Up Coming Meetings:
Georgia Cattlemen’s Regional Roundup
Tuesday, August 23, 2016
This event will be held at the Colquitt County Extension Office and starts at 6 PM. If you are interesting in attending please RSVP to the Georgia Cattlemen’s office in Macon, 478-474-6560.
Colquitt County Cotton Defoliation and Peanut Maturity Update
Monday, August 29, 2016
This event will be held at the Colquitt County Extension office and starts at noon. Keynote speakers include Drs. Jared Whitaker, Scott Monfort and Wes Porter. Jared will cover cotton defoliation topics. Scott will update growers on peanut maturity and Wes will educate growers about precision ag. Pesticide credit will be available and if you are interested in attending this meeting please contact the Colquitt County Extension office at 229-616-7455.
UGA Grazing School
UGA Extension will host the annual Georgia Grazing School on Sept. 20 and 21 in Tifton, GA in the UGA Tifton Campus’s NESPAL conference room. This two-day workshop will focus on soil fertility, forage crop establishment, plant growth, animal nutrient requirements, and management-intensive grazing. Training will take place in both classroom and field settings. Multiple classroom lectures addressing plant and grazing management will be combined with a farm visit to a nearby grazing operation. Demonstrations of fencing and watering options will highlight valuable management practices for livestock producers.
Cost of the two day program is $150 for the first person from each farm ($75/person for each additional person from each farm/family) and includes lunches and breaks on each day, dinner on the first night, and a grazing school handbook. Participants are responsible for lodging. Registration is limited to 75 participants and is accepted on a first-come, first-served basis.
If you desire more information on Grazing School, contact the Colquitt County Extension office or go to the following link.
Numerous cotton fields are being treated for white flies in Colquitt County. Following is the method to check for whiteflies: 1) Count down from the terminal of the plant to the 5th vegetative leaf (starting with any leaf that is the size of a quarter or bigger), 2) Slowly turn the 5th leaf over to view the underside of the leaf, 3) See if there are any immature whiteflies present. If 50% or more of the 5th leaves checked have multiple immatures on them, then treatments should be started. Insect growth regulators like Knack or Courier can be used if the population is not too high. These options are slow acting, and results are not seen until 5 to 7 days after treatment. If populations have already exploded, then other insecticide options may be needed. If whitefly is present avoid using Bidrin. Bidrin provides excellent control of brown stink bug but is prone to flare whiteflies. A better option for stink bug control is the highest labeled rate of bifenthrin (6.4 fl ozs/a). Call or email if you have any questions.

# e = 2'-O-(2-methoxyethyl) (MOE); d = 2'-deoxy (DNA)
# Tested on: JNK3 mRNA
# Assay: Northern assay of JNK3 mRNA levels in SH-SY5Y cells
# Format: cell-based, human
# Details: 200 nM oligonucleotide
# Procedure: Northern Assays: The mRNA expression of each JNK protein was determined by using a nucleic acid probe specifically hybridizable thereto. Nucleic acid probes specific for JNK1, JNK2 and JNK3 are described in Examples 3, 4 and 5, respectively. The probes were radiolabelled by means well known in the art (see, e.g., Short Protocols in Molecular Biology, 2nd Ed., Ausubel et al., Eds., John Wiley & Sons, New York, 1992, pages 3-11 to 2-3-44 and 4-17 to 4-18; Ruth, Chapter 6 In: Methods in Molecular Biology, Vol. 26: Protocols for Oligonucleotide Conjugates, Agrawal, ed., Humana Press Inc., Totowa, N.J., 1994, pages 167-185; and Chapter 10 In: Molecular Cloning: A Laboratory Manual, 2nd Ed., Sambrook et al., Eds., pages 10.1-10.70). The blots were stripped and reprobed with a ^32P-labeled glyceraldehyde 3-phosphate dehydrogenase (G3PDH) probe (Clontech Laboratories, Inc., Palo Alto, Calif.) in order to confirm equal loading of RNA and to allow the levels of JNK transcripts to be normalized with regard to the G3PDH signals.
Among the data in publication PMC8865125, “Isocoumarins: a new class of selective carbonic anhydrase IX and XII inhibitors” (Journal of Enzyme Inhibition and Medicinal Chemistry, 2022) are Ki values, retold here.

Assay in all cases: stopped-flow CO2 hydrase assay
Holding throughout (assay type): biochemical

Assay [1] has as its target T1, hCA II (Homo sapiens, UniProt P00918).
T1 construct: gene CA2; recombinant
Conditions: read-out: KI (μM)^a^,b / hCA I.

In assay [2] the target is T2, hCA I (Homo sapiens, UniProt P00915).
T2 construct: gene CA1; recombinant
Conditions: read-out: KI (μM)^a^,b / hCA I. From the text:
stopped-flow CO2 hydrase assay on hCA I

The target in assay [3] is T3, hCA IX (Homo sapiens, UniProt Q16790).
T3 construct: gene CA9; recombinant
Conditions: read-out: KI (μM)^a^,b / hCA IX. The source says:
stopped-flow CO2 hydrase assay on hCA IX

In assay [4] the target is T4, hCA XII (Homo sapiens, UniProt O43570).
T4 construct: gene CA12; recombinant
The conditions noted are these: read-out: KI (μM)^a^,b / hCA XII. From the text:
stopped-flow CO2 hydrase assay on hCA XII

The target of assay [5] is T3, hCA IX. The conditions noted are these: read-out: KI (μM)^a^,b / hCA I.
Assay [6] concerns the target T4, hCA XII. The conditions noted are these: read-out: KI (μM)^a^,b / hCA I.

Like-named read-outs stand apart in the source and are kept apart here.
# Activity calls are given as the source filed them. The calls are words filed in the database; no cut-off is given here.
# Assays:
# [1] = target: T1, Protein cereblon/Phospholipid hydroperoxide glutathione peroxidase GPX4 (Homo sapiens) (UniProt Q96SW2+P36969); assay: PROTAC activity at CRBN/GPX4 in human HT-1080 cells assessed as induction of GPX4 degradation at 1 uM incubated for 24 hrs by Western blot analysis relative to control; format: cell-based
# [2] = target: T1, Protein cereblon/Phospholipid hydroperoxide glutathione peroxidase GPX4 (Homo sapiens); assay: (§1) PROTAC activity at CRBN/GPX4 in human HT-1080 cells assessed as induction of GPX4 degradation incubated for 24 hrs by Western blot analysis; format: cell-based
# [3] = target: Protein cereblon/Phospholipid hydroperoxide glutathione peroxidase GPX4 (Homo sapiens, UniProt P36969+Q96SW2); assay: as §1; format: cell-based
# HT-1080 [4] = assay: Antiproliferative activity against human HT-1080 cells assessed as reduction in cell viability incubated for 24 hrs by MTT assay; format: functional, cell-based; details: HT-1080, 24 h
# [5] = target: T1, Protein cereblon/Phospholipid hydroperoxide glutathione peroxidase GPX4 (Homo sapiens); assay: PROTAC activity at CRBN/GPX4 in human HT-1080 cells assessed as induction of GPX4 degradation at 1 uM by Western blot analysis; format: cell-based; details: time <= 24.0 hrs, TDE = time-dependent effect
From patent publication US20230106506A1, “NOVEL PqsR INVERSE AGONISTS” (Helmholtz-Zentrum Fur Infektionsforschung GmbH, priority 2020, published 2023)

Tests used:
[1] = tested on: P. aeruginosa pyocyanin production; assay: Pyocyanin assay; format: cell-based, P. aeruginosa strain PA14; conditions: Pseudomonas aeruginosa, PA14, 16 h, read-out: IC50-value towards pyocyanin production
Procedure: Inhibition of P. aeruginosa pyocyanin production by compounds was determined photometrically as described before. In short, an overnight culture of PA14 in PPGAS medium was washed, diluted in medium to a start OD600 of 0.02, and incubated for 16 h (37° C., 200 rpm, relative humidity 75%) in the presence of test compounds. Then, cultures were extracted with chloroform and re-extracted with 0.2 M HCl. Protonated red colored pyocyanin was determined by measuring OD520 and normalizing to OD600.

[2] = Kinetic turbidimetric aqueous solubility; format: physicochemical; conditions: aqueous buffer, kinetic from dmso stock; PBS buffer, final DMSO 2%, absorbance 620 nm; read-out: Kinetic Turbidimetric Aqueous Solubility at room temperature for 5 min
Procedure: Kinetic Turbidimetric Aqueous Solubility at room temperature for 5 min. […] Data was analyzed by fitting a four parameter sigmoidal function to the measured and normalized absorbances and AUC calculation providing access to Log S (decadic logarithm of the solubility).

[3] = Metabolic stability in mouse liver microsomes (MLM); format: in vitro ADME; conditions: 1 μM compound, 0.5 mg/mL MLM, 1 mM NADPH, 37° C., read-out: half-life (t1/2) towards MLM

White Mold in Peanuts!!
Still getting comments from concerned growers about white mold in peanuts. The current weather patterns have made development likely in this area so what should growers do? 1) Stay on a good spray program with a good fungicide for white mold control. 2) Growers (especially dry-land growers) should take advantage of predicted rain events to apply fungicides ahead of rain. Rains following fungicide applications (hopefully after 8-12 hours) will help to re-distribute the fungicide from the leaves to the crown of the plant. If rains occur to quickly after the fungicide spray, one can still expect good white mold control. However, the grower may need to come back to reapply a fungicide for leaf spot.
Peanut Maturity Clinics!!
The Colquitt County Extension will be offering peanut maturity clinics beginning August 30, 2016 thru September 30, 2016. The clinics will be offered Tuesday, Wednesday and Friday from 9AM to 11AM and will be held at the Colquitt County Extension office. If you need peanut samples done earlier please call.
Taking a good sample is CRUCIAL in determining the proper time to dig, so here is a reminder of how to pull a sample for profiling peanut maturity. A peanut hull scrape maturity check will be as accurate as the sample that you take. Pull or dig up at least 5 to 6 adjacent plants from at least three representative parts of a field which can be dug in on day. Keep these samples from each area of the field separate. Pick ALL the peanuts off the plants until you get around 200 peanuts (a sample should contain between 180 and 220 peanut pods). Pick the vine clean. If it will be a while before you can bring the sample then pick off the sample and keep the peanuts in a bucket of water to keep them fresh.
Grain Storage Update
Corn harvest is underway in Colquitt County and there has been some reports of good corn yields. I am getting a few questions about treating shelled corn as it goes into storage. Dr. Mike Toews, UGA Entomologist, has provided us information on grain storage options.
Thank you for your time,